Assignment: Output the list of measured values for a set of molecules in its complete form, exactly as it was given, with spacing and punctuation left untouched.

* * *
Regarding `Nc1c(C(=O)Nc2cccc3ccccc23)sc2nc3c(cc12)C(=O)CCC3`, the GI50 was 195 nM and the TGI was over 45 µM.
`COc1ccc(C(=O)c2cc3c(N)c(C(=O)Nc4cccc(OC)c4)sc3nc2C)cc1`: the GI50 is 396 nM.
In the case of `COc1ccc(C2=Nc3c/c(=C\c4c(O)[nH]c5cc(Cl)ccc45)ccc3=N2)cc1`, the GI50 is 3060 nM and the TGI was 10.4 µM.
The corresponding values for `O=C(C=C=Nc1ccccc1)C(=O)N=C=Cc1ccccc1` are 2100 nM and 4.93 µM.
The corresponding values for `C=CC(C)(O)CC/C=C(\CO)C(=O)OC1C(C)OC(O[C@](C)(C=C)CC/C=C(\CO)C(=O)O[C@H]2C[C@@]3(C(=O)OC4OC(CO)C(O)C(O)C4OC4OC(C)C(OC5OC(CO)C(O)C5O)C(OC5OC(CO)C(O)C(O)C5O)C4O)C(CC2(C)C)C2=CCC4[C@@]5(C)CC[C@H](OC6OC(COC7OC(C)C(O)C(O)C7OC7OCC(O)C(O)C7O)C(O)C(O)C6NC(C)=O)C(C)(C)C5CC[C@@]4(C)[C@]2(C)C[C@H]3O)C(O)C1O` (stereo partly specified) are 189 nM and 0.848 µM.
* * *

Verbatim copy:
Regarding `Nc1c(C(=O)Nc2cccc3ccccc23)sc2nc3c(cc12)C(=O)CCC3`, the GI50 was 195 nM and the TGI was over 45 µM.
`COc1ccc(C(=O)c2cc3c(N)c(C(=O)Nc4cccc(OC)c4)sc3nc2C)cc1`: the GI50 is 396 nM.
In the case of `COc1ccc(C2=Nc3c/c(=C\c4c(O)[nH]c5cc(Cl)ccc45)ccc3=N2)cc1`, the GI50 is 3060 nM and the TGI was 10.4 µM.
The corresponding values for `O=C(C=C=Nc1ccccc1)C(=O)N=C=Cc1ccccc1` are 2100 nM and 4.93 µM.
The corresponding values for `C=CC(C)(O)CC/C=C(\CO)C(=O)OC1C(C)OC(O[C@](C)(C=C)CC/C=C(\CO)C(=O)O[C@H]2C[C@@]3(C(=O)OC4OC(CO)C(O)C(O)C4OC4OC(C)C(OC5OC(CO)C(O)C5O)C(OC5OC(CO)C(O)C(O)C5O)C4O)C(CC2(C)C)C2=CCC4[C@@]5(C)CC[C@H](OC6OC(COC7OC(C)C(O)C(O)C7OC7OCC(O)C(O)C7O)C(O)C(O)C6NC(C)=O)C(C)(C)C5CC[C@@]4(C)[C@]2(C)C[C@H]3O)C(O)C1O` (stereo partly specified) are 189 nM and 0.848 µM.